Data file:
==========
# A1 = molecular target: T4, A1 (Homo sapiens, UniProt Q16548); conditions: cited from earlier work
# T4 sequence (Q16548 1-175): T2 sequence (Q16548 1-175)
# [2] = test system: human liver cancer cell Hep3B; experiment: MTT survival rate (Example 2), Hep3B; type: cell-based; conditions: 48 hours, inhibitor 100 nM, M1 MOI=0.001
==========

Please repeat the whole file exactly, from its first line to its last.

# A1 = molecular target: T4, A1 (Homo sapiens, UniProt Q16548); conditions: cited from earlier work
# T4 sequence (Q16548 1-175): T2 sequence (Q16548 1-175)
# [2] = test system: human liver cancer cell Hep3B; experiment: MTT survival rate (Example 2), Hep3B; type: cell-based; conditions: 48 hours, inhibitor 100 nM, M1 MOI=0.001